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 Books! A cube of knowledge? 27/Oct/10 12:20 AM |  |
 too easy, use XW(4)df35 and SF(1)cfi356 and UP=81. 27/Oct/10 12:27 AM |  |
 "I don't care if you WANT to become an architect, Dear ... stop building things with your books and start doing your homework!" 27/Oct/10 12:33 AM |  |
 I just did yesterday's tough, no one found the one step solution (UP=26) (5)a2=a9-(5=6)e9-(16=8)e12-e7=d7-*(23)d78=d2=> a2<>28, d2<>6, UP=81. 27/Oct/10 12:49 AM |  |
 SE=3.8 27/Oct/10 1:17 AM |  |
 Alfred - note the manifest superiority of AIC chains in the above solution. It simply isn't possible for a forcing chain engineered from an UP guess to produce collinear deductions (such as a2<>8, d2<>6 above) because such chains have no symmetry. 27/Oct/10 1:30 AM |  |
 Thanks farpointer for posting a neat solution for yesterday's. I can see how a2<>28:If a9=5,e9=6,e1=1,e2=8=d7,d2=2. But I can't quite see how you derive d2<>6. I would need another step:If d2=6,e1=1,e2=8=d7;23 have no place in column d. It seems that this result is implicit in your chain, but my Eureka reading skills are not up to that. 27/Oct/10 9:08 AM |  |
 - sub chain (16)e12 == (2)d2 => d2<>6. 27/Oct/10 10:06 AM |  |
 to read and verify an AIC chain you needn't go to the trouble of setting values.1.verify independantly each direct weak link (by inspection)2.verify each direct strong link3.for each deduction--- verify that it is weak with two points, i, j on the chain i == x -- y == j4.if the chain is looped, deductions can be made on any pair i, ji -- x == y -- j or i -- j. 27/Oct/10 10:18 AM |  |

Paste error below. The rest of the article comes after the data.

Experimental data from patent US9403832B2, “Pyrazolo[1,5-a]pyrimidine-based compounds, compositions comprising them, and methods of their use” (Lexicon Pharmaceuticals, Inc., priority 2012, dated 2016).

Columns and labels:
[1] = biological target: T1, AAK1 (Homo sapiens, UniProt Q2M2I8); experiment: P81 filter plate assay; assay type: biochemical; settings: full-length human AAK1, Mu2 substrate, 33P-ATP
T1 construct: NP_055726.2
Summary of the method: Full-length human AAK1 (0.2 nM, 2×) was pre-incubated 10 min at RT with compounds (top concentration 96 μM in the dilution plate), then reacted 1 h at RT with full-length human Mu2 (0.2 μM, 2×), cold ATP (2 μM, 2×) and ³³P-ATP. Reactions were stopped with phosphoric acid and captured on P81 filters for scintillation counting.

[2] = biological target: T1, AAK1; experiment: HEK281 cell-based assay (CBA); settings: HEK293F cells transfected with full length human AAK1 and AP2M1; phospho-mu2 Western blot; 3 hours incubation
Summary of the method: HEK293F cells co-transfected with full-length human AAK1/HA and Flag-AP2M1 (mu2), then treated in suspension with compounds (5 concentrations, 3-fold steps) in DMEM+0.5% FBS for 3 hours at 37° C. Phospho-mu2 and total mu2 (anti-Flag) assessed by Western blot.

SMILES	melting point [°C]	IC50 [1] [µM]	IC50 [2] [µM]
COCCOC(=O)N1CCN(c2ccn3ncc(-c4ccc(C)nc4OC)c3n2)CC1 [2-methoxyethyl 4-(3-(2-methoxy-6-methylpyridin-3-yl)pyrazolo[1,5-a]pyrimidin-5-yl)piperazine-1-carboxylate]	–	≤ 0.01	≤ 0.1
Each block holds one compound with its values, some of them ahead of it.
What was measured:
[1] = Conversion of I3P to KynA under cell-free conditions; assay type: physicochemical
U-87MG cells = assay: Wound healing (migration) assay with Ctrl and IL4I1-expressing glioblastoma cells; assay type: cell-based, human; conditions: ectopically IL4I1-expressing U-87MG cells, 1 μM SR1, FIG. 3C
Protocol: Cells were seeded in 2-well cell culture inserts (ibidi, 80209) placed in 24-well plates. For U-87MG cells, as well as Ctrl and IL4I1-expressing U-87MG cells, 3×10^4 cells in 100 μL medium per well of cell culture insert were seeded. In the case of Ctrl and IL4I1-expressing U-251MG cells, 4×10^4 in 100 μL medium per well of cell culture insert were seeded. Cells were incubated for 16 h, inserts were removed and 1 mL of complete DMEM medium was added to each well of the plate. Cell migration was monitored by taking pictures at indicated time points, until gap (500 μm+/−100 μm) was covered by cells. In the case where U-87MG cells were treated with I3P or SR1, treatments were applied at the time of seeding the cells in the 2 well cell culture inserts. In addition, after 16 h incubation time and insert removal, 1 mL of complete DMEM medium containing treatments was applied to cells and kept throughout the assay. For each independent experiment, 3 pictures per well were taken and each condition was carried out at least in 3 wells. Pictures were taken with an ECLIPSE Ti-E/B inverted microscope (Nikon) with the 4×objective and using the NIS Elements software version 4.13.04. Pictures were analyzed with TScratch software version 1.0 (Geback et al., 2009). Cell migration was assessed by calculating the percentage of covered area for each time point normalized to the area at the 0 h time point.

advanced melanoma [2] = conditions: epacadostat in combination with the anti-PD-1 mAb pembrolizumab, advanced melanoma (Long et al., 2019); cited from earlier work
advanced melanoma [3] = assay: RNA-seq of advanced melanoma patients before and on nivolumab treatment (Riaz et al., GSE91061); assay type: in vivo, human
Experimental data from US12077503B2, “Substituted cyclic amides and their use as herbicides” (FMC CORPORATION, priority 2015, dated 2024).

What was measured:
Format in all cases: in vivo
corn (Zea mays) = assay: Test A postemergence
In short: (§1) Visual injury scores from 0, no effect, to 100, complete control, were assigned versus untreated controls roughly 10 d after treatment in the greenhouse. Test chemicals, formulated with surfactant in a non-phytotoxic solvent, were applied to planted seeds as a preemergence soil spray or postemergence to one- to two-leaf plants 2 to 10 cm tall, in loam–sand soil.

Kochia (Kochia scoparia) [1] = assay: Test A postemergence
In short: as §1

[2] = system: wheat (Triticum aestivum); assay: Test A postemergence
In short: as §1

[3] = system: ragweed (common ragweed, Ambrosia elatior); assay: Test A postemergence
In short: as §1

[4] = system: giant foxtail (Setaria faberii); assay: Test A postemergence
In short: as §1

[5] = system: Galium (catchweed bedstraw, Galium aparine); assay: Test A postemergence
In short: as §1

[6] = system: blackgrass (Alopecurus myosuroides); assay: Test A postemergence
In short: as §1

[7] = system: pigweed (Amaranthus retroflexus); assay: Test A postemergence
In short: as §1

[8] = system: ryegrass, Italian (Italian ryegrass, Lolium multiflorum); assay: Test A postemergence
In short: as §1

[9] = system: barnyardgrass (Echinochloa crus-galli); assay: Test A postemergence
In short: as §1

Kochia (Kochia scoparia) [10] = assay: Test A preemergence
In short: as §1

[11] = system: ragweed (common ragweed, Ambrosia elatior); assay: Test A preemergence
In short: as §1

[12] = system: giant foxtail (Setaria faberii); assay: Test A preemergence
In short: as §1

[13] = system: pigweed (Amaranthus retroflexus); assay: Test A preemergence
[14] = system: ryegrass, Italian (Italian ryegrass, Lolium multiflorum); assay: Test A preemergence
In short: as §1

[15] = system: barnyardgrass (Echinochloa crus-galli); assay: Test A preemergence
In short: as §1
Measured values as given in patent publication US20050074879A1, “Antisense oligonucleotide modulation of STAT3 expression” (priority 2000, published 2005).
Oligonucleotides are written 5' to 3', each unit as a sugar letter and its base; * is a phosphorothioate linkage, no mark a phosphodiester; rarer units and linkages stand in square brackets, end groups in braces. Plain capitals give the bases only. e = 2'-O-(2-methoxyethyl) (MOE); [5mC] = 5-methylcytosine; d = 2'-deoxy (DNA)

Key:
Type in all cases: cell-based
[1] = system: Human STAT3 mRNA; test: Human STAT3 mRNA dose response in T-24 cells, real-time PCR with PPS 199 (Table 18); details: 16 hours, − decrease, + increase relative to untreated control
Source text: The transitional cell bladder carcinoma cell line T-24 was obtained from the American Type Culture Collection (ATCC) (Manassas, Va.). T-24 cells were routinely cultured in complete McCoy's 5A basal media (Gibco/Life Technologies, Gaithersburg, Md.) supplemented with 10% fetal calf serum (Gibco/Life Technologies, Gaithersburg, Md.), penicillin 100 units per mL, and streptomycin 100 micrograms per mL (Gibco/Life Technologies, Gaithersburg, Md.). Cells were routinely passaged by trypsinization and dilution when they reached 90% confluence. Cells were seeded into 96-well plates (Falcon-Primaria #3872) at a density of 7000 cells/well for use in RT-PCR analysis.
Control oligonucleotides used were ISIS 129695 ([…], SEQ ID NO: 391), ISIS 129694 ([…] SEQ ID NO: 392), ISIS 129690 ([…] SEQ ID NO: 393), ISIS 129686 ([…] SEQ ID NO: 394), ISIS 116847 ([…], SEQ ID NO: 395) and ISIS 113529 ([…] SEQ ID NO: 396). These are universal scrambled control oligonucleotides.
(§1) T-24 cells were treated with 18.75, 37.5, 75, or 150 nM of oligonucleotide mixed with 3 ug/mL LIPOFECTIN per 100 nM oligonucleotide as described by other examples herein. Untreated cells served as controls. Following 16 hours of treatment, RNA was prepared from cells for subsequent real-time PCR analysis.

you see what's happening - the chain is just a path, which can be read right to left or left to right - just using the current possibility grid as a reference. At each x--y, or x==y, simply refer to the position and follow the path, verifying by inspection. each sub-chain is itself an More... 27/Oct/10 10:40 AM |  |
 Good morning all. 27/Oct/10 12:50 PM |  |
 Thanks farpointer. It takes a while to sink in.I can see: Whether e12=16;OR e2=8=d7,d2=2;d2<>6.I've noticed that the second term is always the false value in an AIC chain [(5)a9 ] . If you start with (5)a9=a2-(6=5)e9, there is no proper continuation. How do you know which way to start?Regards, Alfred. 27/Oct/10 5:12 PM |  |
 12 minutes on the dot. Hi everyone. 27/Oct/10 8:24 PM |  |
 18:03 02/Nov/10 12:18 PM |  |

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